Wednesday, 26 July 2017

In Conversation with Ruth Hogan

By Gillian Hamer
Ruth Hogan. (Photo by Ben Croker)
Reviews for The Keeper of Lost Things:

A debut to watch for… I was hugely impressed by this flawlessly written, most humane novel. (Ronald Frame, Sunday Herald (Books of the Year))

A charming story of fresh starts and self-discovery that warms the cockles (Woman & Home)

A warm and heartfelt debut. (Prima)

A charming whimsical novel about holding on to what is precious (Red)

This mystical and spiritual tale is a joyous read that will broaden your imagination and warm your heart (OK!)

It’s charming, beautiful and full of heart (Fabulous Magazine)

Magical and moving (Heat)
Hello, Ruth, welcome to WWJ. Tell us a little about yourself and your writing?

I was born in the house where my parents still live in Bedford.
As a child I was obsessed with dogs and ponies (I still am) and wanted to be a vet. I was always reading, and frequently had to be forcibly parted from a book at mealtimes. I read everything I could lay my hands on so it was very fortunate that my mum worked in a bookshop. My favourite reads were The Moomintrolls, A Hundred Million Francs, The Lion, The Witch and The Wardrobe, the back of cereal packets, and gravestones.
I studied English and Drama at Goldsmiths College, University of London. It was brilliant and I loved it. But then I came home and got a proper job.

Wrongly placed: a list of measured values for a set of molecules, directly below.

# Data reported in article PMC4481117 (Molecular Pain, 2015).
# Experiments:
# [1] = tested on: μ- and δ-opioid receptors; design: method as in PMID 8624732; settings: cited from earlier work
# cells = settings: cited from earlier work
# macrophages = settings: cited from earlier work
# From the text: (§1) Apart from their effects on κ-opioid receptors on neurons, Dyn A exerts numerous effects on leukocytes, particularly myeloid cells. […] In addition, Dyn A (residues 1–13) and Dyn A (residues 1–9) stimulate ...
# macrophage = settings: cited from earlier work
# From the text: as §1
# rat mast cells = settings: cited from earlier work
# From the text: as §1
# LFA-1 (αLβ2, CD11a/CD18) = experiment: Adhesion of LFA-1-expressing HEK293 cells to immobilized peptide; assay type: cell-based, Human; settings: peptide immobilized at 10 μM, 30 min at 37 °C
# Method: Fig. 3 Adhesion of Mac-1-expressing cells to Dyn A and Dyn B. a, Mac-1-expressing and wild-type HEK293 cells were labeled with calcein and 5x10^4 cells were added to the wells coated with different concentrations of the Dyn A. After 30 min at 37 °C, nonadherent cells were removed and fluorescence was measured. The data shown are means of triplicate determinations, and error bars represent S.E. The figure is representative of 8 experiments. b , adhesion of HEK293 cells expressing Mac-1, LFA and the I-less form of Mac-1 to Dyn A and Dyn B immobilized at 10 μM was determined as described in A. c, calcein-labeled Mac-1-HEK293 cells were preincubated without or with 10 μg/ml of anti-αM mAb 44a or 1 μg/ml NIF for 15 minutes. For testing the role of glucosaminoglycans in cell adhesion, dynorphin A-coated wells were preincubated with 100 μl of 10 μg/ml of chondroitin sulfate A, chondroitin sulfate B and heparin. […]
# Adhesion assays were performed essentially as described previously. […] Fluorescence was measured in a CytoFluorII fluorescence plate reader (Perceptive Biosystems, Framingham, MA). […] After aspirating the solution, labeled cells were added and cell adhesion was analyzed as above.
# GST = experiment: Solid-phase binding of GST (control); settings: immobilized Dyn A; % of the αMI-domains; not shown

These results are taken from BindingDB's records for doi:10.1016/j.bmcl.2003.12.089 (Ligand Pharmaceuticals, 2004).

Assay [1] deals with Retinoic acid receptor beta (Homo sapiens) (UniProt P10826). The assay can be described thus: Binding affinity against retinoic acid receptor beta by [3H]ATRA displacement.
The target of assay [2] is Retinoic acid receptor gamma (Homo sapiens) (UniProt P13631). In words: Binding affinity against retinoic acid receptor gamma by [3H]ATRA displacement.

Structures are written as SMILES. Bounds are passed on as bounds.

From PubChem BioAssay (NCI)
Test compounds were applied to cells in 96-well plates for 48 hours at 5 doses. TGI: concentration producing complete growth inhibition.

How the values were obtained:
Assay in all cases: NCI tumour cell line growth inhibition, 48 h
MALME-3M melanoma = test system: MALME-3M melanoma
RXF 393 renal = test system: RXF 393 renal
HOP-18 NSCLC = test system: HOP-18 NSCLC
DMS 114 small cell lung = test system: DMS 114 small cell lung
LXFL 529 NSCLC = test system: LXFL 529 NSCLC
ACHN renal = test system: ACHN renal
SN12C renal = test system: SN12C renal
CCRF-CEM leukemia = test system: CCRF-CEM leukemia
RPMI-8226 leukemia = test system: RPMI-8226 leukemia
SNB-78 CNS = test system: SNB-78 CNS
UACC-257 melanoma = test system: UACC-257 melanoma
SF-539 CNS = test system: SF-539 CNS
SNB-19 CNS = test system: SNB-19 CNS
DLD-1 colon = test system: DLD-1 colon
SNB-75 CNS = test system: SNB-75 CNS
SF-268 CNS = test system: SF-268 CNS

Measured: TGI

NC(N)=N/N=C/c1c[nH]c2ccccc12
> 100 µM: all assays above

I now live in a chaotic Victorian house with an assortment of rescue dogs and my long-suffering husband. I spend all my free time writing or thinking about it and have notebooks in every room so that I can write down any ideas before I forget them. I am a magpie; always collecting treasures (or ‘junk’ depending on your point of view) and a huge John Betjeman fan. My favourite word is antimacassar and I still like reading gravestones.

Your debut novel The Keeper of Lost Things has become a bestseller. Can you sum it up in a single paragraph?

No! I’m really bad at writing short synopses so I’ve pinched this bit from the summary on Amazon.
Meet the 'Keeper of Lost Things'...
Once a celebrated author of short stories now in his twilight years, Anthony Peardew has spent half his life collecting lost objects, trying to atone for a promise broken many years before.